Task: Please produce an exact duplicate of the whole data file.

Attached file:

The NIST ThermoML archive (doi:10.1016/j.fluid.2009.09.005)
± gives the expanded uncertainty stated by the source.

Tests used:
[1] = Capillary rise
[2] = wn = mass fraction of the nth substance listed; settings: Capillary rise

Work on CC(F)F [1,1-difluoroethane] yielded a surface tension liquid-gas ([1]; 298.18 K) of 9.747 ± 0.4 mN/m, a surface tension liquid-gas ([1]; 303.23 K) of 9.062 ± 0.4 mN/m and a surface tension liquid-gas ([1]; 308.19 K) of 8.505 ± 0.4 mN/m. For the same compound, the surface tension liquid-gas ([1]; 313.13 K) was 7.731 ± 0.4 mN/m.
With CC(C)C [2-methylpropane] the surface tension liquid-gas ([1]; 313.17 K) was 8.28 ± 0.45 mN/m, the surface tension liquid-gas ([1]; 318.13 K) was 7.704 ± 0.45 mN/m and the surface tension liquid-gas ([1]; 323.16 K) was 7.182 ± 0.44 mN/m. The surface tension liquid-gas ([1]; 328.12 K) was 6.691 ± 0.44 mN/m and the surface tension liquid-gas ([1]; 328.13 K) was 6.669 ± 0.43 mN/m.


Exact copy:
The NIST ThermoML archive (doi:10.1016/j.fluid.2009.09.005)
± gives the expanded uncertainty stated by the source.

Tests used:
[1] = Capillary rise
[2] = wn = mass fraction of the nth substance listed; settings: Capillary rise

Work on CC(F)F [1,1-difluoroethane] yielded a surface tension liquid-gas ([1]; 298.18 K) of 9.747 ± 0.4 mN/m, a surface tension liquid-gas ([1]; 303.23 K) of 9.062 ± 0.4 mN/m and a surface tension liquid-gas ([1]; 308.19 K) of 8.505 ± 0.4 mN/m. For the same compound, the surface tension liquid-gas ([1]; 313.13 K) was 7.731 ± 0.4 mN/m.
With CC(C)C [2-methylpropane] the surface tension liquid-gas ([1]; 313.17 K) was 8.28 ± 0.45 mN/m, the surface tension liquid-gas ([1]; 318.13 K) was 7.704 ± 0.45 mN/m and the surface tension liquid-gas ([1]; 323.16 K) was 7.182 ± 0.44 mN/m. The surface tension liquid-gas ([1]; 328.12 K) was 6.691 ± 0.44 mN/m and the surface tension liquid-gas ([1]; 328.13 K) was 6.669 ± 0.43 mN/m.